Video

Video With Coalition Airstrikes, Iraq Entering 'Last Page' of IS Battle

American warplanes joined Iraq's battle against the so-called 'Islamic State' in northern Iraq late Wednesday, as Iraqi ground troops launched a massive assault on Tikrit. Analysts say the offensive could take the coalition a step further towards Mosul, the largest city held by Islamic State forces. Others say it could also deepen already-dangerous sectarian tensions in the region. VOA's Heather Murdock has more from Cairo.
Video

Video Philippines Wants Tourists Spending Money at New Casinos

Tourism is a multi-billion dollar industry in the Philippines. Close to five million foreign visitors traveled there last year, perhaps lured by the country’s tropical beaches. But Jason Strother reports from Manila that the country hopes to entice more travelers to stay indoors and spend money inside new casinos.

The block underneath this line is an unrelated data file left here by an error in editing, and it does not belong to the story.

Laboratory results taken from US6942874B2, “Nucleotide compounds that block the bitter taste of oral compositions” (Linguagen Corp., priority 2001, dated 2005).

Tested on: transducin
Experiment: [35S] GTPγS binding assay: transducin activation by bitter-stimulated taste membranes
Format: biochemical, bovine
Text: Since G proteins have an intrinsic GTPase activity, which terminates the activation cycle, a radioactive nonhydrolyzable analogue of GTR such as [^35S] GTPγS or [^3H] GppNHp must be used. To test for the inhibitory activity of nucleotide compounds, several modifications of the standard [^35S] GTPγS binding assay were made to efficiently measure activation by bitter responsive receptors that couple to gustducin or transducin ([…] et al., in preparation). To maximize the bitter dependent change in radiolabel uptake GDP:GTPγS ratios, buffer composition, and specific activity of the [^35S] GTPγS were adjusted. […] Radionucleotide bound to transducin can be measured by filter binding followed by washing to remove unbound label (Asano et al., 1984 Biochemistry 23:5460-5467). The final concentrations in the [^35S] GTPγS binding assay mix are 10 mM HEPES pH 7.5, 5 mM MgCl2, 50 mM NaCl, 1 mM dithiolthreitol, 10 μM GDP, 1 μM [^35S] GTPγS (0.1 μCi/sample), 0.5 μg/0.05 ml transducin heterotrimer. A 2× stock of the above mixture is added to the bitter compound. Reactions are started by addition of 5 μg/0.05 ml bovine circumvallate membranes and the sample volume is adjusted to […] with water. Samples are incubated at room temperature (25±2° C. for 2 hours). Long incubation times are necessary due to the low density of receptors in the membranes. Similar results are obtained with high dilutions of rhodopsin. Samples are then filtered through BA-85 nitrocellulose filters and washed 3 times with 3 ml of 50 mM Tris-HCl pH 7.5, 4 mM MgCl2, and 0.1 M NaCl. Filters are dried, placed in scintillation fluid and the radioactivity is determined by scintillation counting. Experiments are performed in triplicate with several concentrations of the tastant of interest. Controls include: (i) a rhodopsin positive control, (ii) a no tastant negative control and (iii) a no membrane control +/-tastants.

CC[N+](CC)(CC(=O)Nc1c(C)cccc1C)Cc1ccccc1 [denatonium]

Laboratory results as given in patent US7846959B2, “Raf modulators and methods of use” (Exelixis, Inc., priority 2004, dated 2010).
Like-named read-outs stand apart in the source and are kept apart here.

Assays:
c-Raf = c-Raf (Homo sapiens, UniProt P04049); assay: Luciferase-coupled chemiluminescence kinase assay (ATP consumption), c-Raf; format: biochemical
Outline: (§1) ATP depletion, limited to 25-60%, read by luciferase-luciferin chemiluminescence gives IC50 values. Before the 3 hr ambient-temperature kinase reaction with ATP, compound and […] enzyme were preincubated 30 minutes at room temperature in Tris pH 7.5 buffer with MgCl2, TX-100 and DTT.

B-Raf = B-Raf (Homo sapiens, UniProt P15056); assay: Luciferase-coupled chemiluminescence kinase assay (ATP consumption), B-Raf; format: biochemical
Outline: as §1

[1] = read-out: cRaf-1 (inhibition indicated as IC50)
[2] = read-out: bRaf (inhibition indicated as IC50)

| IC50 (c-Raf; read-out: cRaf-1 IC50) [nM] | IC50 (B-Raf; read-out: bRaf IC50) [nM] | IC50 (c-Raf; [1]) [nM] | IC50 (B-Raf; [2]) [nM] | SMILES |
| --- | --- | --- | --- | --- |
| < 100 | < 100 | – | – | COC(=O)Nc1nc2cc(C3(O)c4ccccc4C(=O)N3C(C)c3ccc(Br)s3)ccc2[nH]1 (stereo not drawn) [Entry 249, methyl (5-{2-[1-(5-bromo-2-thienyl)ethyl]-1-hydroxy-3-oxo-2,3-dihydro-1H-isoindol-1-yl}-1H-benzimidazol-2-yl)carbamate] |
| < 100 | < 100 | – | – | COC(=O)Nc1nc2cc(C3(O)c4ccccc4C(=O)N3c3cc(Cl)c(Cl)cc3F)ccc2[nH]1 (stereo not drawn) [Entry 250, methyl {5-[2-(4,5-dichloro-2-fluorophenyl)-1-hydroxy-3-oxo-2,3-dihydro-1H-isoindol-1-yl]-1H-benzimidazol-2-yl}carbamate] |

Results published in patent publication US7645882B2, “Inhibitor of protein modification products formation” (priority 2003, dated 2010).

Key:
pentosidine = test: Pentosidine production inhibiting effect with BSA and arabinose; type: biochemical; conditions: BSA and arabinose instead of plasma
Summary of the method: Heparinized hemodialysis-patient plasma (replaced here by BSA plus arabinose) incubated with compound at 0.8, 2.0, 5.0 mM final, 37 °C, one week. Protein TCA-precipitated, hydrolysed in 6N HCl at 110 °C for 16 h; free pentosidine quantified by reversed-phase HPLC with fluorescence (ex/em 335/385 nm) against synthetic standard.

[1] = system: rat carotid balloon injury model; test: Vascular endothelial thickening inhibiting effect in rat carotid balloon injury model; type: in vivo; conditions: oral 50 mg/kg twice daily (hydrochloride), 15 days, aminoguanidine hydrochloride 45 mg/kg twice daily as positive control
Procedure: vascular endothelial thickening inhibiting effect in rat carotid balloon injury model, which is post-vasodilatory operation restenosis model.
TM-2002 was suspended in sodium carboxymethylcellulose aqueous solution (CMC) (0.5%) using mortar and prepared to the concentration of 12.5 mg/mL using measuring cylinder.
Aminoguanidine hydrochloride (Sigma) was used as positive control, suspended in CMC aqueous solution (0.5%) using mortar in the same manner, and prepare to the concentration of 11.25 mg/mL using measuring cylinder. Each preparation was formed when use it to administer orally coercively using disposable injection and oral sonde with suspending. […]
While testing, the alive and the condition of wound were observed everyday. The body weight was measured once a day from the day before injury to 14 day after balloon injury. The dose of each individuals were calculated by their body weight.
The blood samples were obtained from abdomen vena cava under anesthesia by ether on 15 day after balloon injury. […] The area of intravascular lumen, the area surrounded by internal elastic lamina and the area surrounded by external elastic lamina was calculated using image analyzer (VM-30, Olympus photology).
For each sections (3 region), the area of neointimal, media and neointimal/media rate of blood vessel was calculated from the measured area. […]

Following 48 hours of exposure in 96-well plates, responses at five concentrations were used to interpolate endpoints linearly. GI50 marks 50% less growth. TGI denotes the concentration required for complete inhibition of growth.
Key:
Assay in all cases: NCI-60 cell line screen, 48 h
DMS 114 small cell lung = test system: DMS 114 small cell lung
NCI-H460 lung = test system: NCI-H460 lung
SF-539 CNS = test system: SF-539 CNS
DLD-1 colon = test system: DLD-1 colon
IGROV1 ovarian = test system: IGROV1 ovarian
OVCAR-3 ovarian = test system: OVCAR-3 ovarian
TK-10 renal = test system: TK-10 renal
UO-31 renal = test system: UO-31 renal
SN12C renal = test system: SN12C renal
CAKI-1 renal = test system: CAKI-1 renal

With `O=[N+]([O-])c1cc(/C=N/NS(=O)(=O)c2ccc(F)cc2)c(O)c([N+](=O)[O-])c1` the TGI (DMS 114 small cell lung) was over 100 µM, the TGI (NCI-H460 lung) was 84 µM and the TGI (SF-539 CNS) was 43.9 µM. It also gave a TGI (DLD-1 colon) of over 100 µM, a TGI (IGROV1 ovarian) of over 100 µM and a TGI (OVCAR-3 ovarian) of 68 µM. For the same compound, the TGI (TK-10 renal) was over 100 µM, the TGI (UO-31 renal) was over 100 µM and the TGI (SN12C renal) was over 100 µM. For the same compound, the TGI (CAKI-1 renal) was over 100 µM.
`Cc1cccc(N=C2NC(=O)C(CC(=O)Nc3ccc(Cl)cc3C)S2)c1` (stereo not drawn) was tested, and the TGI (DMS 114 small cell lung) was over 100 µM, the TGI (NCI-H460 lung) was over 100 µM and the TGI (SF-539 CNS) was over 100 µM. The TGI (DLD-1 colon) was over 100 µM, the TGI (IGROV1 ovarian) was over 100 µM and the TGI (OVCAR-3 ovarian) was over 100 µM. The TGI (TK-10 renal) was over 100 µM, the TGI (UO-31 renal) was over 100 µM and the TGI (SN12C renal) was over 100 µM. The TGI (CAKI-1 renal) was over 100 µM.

Video

Video Civilian Casualties Push Men to Join Rebels in Ukraine

The continued fighting in eastern Ukraine and the shelling of civilian neighborhoods seem to be pushing more men to join the separatist fighters. Many of the new recruits are residents of Ukraine made bitter by new grievances, as well as old. VOA's Patrick Wells reports.
Video

Video Islamic State Prisoners Talk of Curiosity, God, Regret

Islamic State fighter, a prisoner of Kurdish YPG forces, asked his family asking for forgiveness: "I destroyed myself and I destroyed them along with me." The Syrian youth was one of two detainees who spoke to VOA’s Kurdish Service about the path they chose; their names have been changed and identifying details obscured. VOA's Zana Omer reports.